Well, prepare for some weight to be lifted off your shoulders—literally. As it turns out, certain essential oils have adaptogenic properties, just like some medicinal mushrooms and on-trend herbs like maca and ashwagandha. This means they can either stimulate or relax your nervous system, depending on what your body needs in the moment.
These multitasking salves are the perfect option for anyone looking to streamline her oil collection. (Or just her Prada backpack.) A single hero EO that can help you rise above the 3 p.m. slump and calm you down when your boss throws a last-minute deadline your way? It may finally be time to KonMari your aromatherapy arsenal.
Keep reading to learn which essential oils have adaptogenic properties and how to use them.
Adaptogenic essential oils 101
The one thing that all adaptogenic oils have in common is that they have a balancing effect on the nervous system, says Jasmine Rausch, a certified yoga therapist and ambassador for Pilgrim Collection essential oils.
“Our bodies are always trying to achieve homeostasis, and the nervous system is going to respond to environmental signals,” she explains. “If the body is overloaded with stress and you’re using an oil to find some grounding, your nervous system will respond to the chemical components of the oils that offer those properties.” And the same goes for the stimulating components, she adds.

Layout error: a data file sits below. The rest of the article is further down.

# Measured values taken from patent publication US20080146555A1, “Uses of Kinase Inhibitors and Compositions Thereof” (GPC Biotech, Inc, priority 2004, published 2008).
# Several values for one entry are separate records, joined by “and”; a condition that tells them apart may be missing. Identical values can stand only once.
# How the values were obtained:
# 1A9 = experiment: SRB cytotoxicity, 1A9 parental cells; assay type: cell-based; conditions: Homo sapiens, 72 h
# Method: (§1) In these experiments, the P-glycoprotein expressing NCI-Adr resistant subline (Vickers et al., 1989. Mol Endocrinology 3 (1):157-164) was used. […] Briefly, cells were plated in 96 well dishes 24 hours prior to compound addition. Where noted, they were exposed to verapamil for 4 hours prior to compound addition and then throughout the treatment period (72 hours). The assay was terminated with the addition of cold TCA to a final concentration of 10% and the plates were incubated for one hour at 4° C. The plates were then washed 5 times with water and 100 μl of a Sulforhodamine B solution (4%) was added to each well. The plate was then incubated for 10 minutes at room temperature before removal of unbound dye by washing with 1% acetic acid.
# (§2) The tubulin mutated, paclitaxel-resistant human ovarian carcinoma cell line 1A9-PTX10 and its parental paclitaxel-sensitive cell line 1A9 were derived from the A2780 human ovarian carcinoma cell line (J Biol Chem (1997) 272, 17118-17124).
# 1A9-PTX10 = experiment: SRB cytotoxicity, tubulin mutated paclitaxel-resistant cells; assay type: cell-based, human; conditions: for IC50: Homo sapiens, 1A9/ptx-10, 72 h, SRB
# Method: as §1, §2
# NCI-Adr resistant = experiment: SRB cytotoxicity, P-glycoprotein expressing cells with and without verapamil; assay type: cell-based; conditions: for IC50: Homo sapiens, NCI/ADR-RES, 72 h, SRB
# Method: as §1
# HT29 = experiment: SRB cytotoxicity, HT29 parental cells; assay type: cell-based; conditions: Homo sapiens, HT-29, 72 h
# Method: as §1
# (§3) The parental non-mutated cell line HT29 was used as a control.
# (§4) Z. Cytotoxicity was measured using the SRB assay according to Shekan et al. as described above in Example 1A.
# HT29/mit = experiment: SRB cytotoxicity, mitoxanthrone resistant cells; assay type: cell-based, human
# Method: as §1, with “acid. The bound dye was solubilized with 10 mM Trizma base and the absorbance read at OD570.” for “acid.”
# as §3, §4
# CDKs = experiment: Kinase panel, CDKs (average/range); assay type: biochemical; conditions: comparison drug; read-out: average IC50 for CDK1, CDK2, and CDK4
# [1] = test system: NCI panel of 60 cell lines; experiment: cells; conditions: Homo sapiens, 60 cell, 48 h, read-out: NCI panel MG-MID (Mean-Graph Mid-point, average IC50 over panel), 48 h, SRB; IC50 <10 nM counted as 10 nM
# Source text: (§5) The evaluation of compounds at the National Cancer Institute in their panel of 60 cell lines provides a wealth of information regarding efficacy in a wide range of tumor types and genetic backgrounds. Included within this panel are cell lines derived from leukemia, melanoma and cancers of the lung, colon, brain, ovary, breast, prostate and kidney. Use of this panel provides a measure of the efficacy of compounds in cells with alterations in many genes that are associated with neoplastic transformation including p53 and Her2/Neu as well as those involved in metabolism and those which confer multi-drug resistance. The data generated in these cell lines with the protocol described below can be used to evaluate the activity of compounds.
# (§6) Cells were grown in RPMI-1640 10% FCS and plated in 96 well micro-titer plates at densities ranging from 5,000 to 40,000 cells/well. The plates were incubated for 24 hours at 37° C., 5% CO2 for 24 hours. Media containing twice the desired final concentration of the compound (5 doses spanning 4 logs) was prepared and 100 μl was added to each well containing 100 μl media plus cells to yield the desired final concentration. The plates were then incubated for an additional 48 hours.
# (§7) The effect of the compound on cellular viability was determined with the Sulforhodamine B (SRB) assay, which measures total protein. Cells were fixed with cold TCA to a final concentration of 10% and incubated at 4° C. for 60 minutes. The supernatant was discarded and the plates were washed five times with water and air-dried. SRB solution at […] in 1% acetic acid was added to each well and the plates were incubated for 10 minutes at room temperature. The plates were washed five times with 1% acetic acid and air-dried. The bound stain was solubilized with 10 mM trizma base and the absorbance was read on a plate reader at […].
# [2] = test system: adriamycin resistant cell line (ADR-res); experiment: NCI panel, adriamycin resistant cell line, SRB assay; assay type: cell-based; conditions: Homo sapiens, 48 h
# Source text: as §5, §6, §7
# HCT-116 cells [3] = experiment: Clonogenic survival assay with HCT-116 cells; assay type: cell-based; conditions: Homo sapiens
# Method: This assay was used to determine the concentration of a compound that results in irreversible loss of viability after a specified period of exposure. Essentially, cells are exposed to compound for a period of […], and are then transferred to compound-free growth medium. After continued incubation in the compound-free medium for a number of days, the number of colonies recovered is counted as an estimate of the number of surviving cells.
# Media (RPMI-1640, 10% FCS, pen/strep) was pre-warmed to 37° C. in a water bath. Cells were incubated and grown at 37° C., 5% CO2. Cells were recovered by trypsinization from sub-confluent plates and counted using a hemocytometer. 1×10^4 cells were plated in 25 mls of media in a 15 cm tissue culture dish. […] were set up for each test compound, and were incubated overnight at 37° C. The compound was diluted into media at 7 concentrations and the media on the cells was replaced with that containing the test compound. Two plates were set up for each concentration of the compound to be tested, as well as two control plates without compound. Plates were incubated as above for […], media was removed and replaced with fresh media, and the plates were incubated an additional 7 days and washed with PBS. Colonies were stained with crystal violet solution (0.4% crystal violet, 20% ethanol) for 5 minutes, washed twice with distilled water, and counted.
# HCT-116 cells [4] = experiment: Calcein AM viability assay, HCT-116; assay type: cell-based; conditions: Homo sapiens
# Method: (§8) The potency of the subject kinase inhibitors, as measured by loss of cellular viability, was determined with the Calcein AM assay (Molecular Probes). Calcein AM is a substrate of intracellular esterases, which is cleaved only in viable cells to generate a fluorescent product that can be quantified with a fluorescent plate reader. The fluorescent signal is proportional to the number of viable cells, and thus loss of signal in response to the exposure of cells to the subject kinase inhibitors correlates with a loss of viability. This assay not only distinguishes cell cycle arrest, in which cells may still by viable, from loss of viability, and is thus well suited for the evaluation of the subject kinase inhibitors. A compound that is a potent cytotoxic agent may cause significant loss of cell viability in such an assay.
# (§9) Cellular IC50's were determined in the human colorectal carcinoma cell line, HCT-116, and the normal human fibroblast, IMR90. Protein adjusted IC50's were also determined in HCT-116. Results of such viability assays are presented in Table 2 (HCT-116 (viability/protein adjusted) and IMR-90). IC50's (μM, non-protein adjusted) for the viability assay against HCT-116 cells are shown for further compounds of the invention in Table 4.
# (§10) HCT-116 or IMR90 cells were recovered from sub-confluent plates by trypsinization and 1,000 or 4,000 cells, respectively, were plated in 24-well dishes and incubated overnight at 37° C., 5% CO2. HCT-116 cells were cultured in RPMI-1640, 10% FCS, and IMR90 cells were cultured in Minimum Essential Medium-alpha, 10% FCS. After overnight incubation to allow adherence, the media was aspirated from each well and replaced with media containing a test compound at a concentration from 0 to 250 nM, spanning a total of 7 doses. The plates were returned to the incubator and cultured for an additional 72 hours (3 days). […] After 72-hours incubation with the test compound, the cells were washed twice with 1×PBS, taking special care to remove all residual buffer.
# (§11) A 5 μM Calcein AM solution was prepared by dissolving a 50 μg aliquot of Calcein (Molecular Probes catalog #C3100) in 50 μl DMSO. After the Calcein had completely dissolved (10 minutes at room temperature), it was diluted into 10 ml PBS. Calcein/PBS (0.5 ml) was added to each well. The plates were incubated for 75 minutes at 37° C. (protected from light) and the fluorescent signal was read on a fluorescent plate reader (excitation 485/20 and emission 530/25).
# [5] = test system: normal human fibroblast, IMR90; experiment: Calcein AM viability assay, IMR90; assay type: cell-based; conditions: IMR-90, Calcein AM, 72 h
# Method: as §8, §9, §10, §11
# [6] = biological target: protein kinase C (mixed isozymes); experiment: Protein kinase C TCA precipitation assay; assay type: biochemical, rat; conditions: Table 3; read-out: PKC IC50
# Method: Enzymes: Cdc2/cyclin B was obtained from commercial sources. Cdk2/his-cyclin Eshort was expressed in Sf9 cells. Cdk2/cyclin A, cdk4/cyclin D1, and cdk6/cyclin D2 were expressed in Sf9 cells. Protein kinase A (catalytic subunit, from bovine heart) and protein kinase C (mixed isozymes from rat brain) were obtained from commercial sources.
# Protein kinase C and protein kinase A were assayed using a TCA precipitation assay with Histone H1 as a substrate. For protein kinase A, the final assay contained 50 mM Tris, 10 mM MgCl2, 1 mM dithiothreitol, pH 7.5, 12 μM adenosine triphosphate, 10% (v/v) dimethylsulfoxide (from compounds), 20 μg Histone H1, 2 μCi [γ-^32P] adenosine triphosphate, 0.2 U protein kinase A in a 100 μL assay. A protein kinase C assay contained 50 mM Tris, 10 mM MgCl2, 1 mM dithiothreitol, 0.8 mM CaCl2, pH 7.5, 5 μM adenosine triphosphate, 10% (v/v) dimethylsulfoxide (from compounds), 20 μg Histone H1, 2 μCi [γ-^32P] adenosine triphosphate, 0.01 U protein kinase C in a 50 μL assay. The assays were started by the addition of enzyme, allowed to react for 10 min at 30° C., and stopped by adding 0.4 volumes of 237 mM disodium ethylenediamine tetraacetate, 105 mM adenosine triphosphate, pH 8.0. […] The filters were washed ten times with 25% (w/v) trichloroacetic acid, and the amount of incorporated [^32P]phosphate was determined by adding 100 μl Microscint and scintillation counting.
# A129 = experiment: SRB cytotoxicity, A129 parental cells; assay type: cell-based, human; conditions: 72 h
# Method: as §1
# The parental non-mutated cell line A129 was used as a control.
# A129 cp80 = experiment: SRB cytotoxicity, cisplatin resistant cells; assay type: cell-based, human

The best part: You probably already have a few adaptogenic oils in your collection. Rausch singles out lavender, lemon, and peppermint oils as ones you can turn to for both energy and sedation, although most people only look at them for one purpose or the other. “One of the things that contributes to the adaptogenic effect is the concentration of the oil,” she says. “If you’re using higher concentrations, the oil can be more stimulating. Lesser concentrations have more of a restorative effect.”
Rausch singles out lavender, lemon, and peppermint oils as ones you can turn to for both energy and sedation.
While these EOs are totally effective adaptogens when used solo, Rausch says you can enhance the effect you’re after by mixing them with complementary oils. “If I’m looking for something more relaxing I could use lemon and lavender, but I’m also going to layer in something that I know is solely calming for the nervous system, like chamomile,” she says. “On the other end, I could add in more stimulating oils [to the lavender and lemon base], like bergamot or ginger, to make that specific component more powerful. You’re creating this really cool synergy.”
When it comes to actually using the oils, Rausch recommends inhaling them—either directly from the vial or diffusing them—since you’ll be getting added nervous system-balancing benefits from deep breathing. And be sure to choose a fragrance you're totally obsessed with, she adds. “The nervous system needs to be open enough to the scent to respond to it in a positive way,” she says. “We’re looking to maintain homeostasis on a daily basis.” And if it saves you from having to swap out your oil edit every time you leave the house? Even better.
Loading More Posts...